I should point out before we advance onward, that the Saturn I bought from Retro Reload has sadly ceased working. It struggled to play a lot of games, including this one, and the internal memory was absolutely shot to the point that I had to input the date and clock every single time I switched the console on. I even bought two copies of Destruction Derby, thinking at first it was the games fault, but sadly it was the console that was knackered. Thankfully I was able to pick up a new one online from Chill Out Games. I’m pleased to announce that thus far everything appears to be fine. The console arrived speedily and in excellent condition. I’m happy to recommend them at this juncture! I’ll keep you posted with any further developments.
Picture courtesy of www.theisozone.com
Lets have a look at what this idiot did in America!
Destruction Derby is game that was dwarfed not only by its sequel but also by its spiritual successor the “Burnout” series. It had excellent car damage for the time it was made, but graphically it was hardly exceptional and the gameplay was greatly improved in the second game. That being said, for a first attempt in this style of genre from Psygnosis, the game is thought of fondly by gamers of my generation.
There’s no doubt whatsoever though that the PlayStation version of the game is superior to that of its Saturn counterpart. Now granted, I didn’t vigorously replay the PlayStation version for this feature but I have played that game A LOT over the years and after comparing the Saturn version I’m afraid the PlayStation version is better. It has better visuals and better collision detection. Gameplay wise, it’s not especially smoother but the overall gaming experience on the PlayStation is a stronger one.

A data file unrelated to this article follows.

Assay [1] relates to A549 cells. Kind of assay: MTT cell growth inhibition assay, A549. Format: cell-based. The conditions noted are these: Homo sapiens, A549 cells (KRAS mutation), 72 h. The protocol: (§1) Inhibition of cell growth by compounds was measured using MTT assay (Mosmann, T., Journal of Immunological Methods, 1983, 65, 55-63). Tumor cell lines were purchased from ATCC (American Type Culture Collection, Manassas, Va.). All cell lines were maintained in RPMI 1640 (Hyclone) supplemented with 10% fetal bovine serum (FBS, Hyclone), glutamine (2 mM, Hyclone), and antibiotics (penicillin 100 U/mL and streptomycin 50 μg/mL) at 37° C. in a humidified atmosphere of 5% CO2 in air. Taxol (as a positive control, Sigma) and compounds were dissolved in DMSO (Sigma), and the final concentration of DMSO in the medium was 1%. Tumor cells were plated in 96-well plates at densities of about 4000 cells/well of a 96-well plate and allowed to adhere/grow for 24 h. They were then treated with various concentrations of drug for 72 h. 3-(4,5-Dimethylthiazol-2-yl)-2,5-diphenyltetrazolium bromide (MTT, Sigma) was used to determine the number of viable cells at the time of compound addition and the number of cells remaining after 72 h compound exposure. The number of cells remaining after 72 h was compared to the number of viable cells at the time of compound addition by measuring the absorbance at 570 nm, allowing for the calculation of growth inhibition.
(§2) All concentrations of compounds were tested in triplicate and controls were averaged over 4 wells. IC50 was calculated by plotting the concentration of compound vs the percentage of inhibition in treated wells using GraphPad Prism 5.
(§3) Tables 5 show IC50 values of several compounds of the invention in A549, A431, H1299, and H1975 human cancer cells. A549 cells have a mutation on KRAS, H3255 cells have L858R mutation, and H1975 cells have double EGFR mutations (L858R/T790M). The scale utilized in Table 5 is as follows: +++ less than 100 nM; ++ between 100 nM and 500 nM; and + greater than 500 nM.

The Saturn version looks just generally rougher around the edges than its PlayStation counterpart and lacks transparencies. There were times when I was driving into an opposing racer and would pass straight through them like they were driving some kind of ghost car. Both the Saturn and PlayStation versions of the game contain the same game modes. You can play either “Wreckin’ Race”, “Stock Car Race”, “Destruction Derby” and “Time Trial”. The difference between Wreckin’ and Stock Car races is that in Wreckin’ mode you can earn extra points by smashing your opponent’s cars during the race, whereas Stock Car mode is just a straight race where you get points by getting a high finish.
Picture Courtesy of classicgamingpresents.com
I drive a car, but not like this!